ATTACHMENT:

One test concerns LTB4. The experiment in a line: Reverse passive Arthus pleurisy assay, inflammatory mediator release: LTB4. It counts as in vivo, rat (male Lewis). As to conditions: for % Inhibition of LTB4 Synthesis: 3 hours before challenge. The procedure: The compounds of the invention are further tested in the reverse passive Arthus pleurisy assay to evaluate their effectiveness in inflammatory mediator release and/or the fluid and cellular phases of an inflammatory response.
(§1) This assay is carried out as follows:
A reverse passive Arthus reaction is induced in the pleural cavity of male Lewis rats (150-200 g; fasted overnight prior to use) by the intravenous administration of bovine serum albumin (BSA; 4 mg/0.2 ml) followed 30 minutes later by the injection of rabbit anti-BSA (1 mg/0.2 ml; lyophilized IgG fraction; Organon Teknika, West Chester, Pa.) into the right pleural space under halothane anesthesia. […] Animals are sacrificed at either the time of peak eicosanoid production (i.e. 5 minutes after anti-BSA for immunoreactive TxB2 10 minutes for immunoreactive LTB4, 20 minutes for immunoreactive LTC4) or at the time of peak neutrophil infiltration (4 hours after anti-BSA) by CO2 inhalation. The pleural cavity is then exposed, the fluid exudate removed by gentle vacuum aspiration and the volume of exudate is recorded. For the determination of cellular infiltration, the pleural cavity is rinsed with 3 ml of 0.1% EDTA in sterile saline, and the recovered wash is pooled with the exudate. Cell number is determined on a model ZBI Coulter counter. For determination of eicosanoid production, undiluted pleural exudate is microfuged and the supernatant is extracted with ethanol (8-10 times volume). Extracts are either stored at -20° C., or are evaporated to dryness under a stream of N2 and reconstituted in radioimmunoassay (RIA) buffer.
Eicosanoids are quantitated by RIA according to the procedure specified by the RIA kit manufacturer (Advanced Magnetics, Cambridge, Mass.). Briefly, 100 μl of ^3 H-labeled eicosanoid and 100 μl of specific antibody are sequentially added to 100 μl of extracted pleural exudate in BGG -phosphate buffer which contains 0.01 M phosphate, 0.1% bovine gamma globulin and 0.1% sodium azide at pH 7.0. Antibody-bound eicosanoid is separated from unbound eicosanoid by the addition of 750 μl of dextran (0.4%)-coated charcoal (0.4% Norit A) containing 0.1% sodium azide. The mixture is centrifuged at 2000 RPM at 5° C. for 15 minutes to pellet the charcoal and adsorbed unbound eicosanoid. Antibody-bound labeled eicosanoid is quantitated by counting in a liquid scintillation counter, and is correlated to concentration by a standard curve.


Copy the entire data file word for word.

One test concerns LTB4. The experiment in a line: Reverse passive Arthus pleurisy assay, inflammatory mediator release: LTB4. It counts as in vivo, rat (male Lewis). As to conditions: for % Inhibition of LTB4 Synthesis: 3 hours before challenge. The procedure: The compounds of the invention are further tested in the reverse passive Arthus pleurisy assay to evaluate their effectiveness in inflammatory mediator release and/or the fluid and cellular phases of an inflammatory response.
(§1) This assay is carried out as follows:
A reverse passive Arthus reaction is induced in the pleural cavity of male Lewis rats (150-200 g; fasted overnight prior to use) by the intravenous administration of bovine serum albumin (BSA; 4 mg/0.2 ml) followed 30 minutes later by the injection of rabbit anti-BSA (1 mg/0.2 ml; lyophilized IgG fraction; Organon Teknika, West Chester, Pa.) into the right pleural space under halothane anesthesia. […] Animals are sacrificed at either the time of peak eicosanoid production (i.e. 5 minutes after anti-BSA for immunoreactive TxB2 10 minutes for immunoreactive LTB4, 20 minutes for immunoreactive LTC4) or at the time of peak neutrophil infiltration (4 hours after anti-BSA) by CO2 inhalation. The pleural cavity is then exposed, the fluid exudate removed by gentle vacuum aspiration and the volume of exudate is recorded. For the determination of cellular infiltration, the pleural cavity is rinsed with 3 ml of 0.1% EDTA in sterile saline, and the recovered wash is pooled with the exudate. Cell number is determined on a model ZBI Coulter counter. For determination of eicosanoid production, undiluted pleural exudate is microfuged and the supernatant is extracted with ethanol (8-10 times volume). Extracts are either stored at -20° C., or are evaporated to dryness under a stream of N2 and reconstituted in radioimmunoassay (RIA) buffer.
Eicosanoids are quantitated by RIA according to the procedure specified by the RIA kit manufacturer (Advanced Magnetics, Cambridge, Mass.). Briefly, 100 μl of ^3 H-labeled eicosanoid and 100 μl of specific antibody are sequentially added to 100 μl of extracted pleural exudate in BGG -phosphate buffer which contains 0.01 M phosphate, 0.1% bovine gamma globulin and 0.1% sodium azide at pH 7.0. Antibody-bound eicosanoid is separated from unbound eicosanoid by the addition of 750 μl of dextran (0.4%)-coated charcoal (0.4% Norit A) containing 0.1% sodium azide. The mixture is centrifuged at 2000 RPM at 5° C. for 15 minutes to pellet the charcoal and adsorbed unbound eicosanoid. Antibody-bound labeled eicosanoid is quantitated by counting in a liquid scintillation counter, and is correlated to concentration by a standard curve.